The Murtoa Stick Shed is a legendary architectural icon in the Wimmera region of Victoria. The shed was built by local contractor Green Bros who started work in September 1941, amazingly the shed was ready to accept grain deliveries in January 1942.
The Stick Shed was initially known as No.1 Murtoa Shed, with a larger No.2 shed being built in 1942/43. This larger shed was demolished in 1975.
So, why is it there?
As you can see by the year it was built, the Murtoa Stick Shed was erected during World War II.
Given the abundance of wheat being produced in the region and the lack of available options for export, the shed was put up to house wheat until the war was over.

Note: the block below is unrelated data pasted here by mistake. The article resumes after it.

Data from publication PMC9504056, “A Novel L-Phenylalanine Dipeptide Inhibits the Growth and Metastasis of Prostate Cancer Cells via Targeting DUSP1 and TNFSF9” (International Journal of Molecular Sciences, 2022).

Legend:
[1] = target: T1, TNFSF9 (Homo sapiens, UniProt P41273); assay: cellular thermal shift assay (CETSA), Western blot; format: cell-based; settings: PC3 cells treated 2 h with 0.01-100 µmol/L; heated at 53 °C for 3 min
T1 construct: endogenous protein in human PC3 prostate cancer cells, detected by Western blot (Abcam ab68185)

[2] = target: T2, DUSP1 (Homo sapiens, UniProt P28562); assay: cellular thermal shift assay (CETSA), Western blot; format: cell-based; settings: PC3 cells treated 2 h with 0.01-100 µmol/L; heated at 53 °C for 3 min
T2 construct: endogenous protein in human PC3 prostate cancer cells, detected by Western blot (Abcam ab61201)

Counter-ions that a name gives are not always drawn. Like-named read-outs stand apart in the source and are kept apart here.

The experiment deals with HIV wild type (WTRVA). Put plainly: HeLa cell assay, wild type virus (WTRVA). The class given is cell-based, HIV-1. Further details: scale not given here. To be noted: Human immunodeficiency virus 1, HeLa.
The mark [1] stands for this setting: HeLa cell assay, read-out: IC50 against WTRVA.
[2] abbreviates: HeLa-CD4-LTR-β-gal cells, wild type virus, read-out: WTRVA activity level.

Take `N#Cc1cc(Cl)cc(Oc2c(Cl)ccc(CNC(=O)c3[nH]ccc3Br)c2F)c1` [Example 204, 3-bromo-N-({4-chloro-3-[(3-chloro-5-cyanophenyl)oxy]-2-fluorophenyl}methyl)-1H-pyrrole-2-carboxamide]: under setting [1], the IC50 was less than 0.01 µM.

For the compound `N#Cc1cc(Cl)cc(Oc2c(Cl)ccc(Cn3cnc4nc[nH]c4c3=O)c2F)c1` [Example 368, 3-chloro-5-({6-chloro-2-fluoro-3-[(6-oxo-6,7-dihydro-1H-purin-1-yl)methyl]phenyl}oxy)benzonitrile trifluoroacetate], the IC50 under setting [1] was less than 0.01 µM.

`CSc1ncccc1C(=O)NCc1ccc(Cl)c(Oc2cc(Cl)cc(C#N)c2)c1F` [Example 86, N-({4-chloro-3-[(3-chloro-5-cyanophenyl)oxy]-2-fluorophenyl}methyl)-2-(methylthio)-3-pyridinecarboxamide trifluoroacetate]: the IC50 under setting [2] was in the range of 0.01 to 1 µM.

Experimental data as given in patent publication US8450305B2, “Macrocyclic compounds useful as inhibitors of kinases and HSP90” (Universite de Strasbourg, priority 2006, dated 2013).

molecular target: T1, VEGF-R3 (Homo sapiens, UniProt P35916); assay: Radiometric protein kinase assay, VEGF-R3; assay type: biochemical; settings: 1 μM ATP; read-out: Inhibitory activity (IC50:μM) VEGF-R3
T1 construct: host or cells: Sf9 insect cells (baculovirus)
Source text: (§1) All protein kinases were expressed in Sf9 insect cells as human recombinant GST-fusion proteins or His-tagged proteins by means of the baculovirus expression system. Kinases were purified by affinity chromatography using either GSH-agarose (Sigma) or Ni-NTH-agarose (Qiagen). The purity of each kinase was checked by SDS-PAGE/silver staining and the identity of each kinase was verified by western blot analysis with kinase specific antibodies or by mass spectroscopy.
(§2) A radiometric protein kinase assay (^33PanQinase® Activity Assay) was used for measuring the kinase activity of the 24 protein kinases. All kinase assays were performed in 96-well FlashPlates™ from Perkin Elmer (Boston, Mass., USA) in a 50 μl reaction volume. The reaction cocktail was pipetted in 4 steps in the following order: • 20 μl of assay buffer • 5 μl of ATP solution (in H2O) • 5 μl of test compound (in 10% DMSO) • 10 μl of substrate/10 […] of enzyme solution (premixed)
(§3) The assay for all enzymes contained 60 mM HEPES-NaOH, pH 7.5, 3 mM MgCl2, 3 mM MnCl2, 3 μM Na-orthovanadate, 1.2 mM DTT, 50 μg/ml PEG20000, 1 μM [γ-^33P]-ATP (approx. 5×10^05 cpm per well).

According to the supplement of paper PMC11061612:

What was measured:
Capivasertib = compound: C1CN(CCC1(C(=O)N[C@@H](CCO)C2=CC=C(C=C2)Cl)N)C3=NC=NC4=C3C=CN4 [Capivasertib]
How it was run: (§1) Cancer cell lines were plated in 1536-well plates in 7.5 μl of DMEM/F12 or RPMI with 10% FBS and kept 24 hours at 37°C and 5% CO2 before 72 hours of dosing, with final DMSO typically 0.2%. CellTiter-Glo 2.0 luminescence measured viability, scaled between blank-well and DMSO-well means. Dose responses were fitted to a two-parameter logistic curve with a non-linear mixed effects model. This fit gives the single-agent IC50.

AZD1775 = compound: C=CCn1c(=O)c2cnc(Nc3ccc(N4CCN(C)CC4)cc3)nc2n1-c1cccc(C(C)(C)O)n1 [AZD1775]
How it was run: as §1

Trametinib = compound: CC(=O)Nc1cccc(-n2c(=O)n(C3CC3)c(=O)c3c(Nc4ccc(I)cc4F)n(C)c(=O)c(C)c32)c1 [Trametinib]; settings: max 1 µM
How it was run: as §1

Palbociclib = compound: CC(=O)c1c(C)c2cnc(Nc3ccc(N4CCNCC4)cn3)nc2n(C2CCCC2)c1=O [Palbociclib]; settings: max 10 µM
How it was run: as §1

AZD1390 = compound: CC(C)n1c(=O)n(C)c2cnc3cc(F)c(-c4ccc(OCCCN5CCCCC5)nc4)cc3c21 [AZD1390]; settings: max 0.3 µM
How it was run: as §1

The shed was the first of its type built and owes its longevity to the concrete floor installed when it was built. Sheds of this type usually featured tin floors which eventually provided a home to vermin and diseases that affected wheat crops.
It was last used to hold wheat during the 1989/90 harvest season.
How big is it?
The shed is 265 metres long, 60.5 metres wide, and around 20 metres high.
The roof itself is held up by 560 unmilled mountain ash poles—hence the name ‘Stick Shed’. Corrugated iron covers the entire structure.
Is it on the heritage register?
You can get a first-hand account of the recent, and past, history of the Murtoa Stick Shed on this website run by local Leigh Hammerton. Definitely worth a read.
Murtoa Stick Shed
Where: 8 Industrial Road, Murtoa
When: Open Tuesday to Saturday, 10am to 12:30pm. Sunday 10am to 2pm
How much: $10 per person
For more information, go to murtoastickshed.com.au.
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Image credit: Wikicommons